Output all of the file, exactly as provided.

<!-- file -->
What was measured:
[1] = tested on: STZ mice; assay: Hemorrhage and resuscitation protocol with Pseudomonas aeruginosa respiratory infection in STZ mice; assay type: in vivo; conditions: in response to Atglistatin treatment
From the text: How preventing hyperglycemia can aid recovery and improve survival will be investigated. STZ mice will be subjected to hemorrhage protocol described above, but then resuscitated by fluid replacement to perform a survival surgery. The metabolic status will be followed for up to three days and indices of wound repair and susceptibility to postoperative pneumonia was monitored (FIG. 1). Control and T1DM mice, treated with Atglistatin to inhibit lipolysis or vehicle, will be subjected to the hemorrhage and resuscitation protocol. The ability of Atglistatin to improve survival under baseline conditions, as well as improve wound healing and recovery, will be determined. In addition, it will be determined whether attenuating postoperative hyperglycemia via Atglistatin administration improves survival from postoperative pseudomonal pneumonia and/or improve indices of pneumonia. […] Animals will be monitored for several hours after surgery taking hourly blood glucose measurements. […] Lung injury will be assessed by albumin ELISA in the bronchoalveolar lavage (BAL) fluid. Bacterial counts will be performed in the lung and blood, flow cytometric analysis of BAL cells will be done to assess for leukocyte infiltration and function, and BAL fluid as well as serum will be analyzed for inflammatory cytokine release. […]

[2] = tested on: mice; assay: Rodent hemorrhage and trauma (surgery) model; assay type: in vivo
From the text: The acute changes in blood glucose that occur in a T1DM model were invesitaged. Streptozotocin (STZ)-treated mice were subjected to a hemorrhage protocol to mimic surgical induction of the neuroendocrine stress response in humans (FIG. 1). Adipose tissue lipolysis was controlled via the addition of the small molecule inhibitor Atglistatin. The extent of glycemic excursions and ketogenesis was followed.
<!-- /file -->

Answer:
What was measured:
[1] = tested on: STZ mice; assay: Hemorrhage and resuscitation protocol with Pseudomonas aeruginosa respiratory infection in STZ mice; assay type: in vivo; conditions: in response to Atglistatin treatment
From the text: How preventing hyperglycemia can aid recovery and improve survival will be investigated. STZ mice will be subjected to hemorrhage protocol described above, but then resuscitated by fluid replacement to perform a survival surgery. The metabolic status will be followed for up to three days and indices of wound repair and susceptibility to postoperative pneumonia was monitored (FIG. 1). Control and T1DM mice, treated with Atglistatin to inhibit lipolysis or vehicle, will be subjected to the hemorrhage and resuscitation protocol. The ability of Atglistatin to improve survival under baseline conditions, as well as improve wound healing and recovery, will be determined. In addition, it will be determined whether attenuating postoperative hyperglycemia via Atglistatin administration improves survival from postoperative pseudomonal pneumonia and/or improve indices of pneumonia. […] Animals will be monitored for several hours after surgery taking hourly blood glucose measurements. […] Lung injury will be assessed by albumin ELISA in the bronchoalveolar lavage (BAL) fluid. Bacterial counts will be performed in the lung and blood, flow cytometric analysis of BAL cells will be done to assess for leukocyte infiltration and function, and BAL fluid as well as serum will be analyzed for inflammatory cytokine release. […]

[2] = tested on: mice; assay: Rodent hemorrhage and trauma (surgery) model; assay type: in vivo
From the text: The acute changes in blood glucose that occur in a T1DM model were invesitaged. Streptozotocin (STZ)-treated mice were subjected to a hemorrhage protocol to mimic surgical induction of the neuroendocrine stress response in humans (FIG. 1). Adipose tissue lipolysis was controlled via the addition of the small molecule inhibitor Atglistatin. The extent of glycemic excursions and ketogenesis was followed.